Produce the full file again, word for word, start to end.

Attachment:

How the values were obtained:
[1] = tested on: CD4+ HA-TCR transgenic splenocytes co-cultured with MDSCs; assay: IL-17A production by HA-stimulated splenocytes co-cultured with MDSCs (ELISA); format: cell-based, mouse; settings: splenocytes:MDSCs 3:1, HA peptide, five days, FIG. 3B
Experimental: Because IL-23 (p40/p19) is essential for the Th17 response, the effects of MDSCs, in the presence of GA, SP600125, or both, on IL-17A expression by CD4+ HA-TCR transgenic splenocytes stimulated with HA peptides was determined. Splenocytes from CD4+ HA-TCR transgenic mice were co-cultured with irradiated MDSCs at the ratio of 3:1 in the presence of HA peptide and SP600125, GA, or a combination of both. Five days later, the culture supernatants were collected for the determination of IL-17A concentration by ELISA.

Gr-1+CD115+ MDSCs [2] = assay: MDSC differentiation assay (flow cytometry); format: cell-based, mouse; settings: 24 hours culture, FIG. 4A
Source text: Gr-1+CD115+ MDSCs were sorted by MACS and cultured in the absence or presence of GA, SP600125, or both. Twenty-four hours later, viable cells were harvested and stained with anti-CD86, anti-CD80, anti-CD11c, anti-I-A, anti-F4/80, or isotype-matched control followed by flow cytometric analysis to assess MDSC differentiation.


How the values were obtained:
[1] = tested on: CD4+ HA-TCR transgenic splenocytes co-cultured with MDSCs; assay: IL-17A production by HA-stimulated splenocytes co-cultured with MDSCs (ELISA); format: cell-based, mouse; settings: splenocytes:MDSCs 3:1, HA peptide, five days, FIG. 3B
Experimental: Because IL-23 (p40/p19) is essential for the Th17 response, the effects of MDSCs, in the presence of GA, SP600125, or both, on IL-17A expression by CD4+ HA-TCR transgenic splenocytes stimulated with HA peptides was determined. Splenocytes from CD4+ HA-TCR transgenic mice were co-cultured with irradiated MDSCs at the ratio of 3:1 in the presence of HA peptide and SP600125, GA, or a combination of both. Five days later, the culture supernatants were collected for the determination of IL-17A concentration by ELISA.

Gr-1+CD115+ MDSCs [2] = assay: MDSC differentiation assay (flow cytometry); format: cell-based, mouse; settings: 24 hours culture, FIG. 4A
Source text: Gr-1+CD115+ MDSCs were sorted by MACS and cultured in the absence or presence of GA, SP600125, or both. Twenty-four hours later, viable cells were harvested and stained with anti-CD86, anti-CD80, anti-CD11c, anti-I-A, anti-F4/80, or isotype-matched control followed by flow cytometric analysis to assess MDSC differentiation.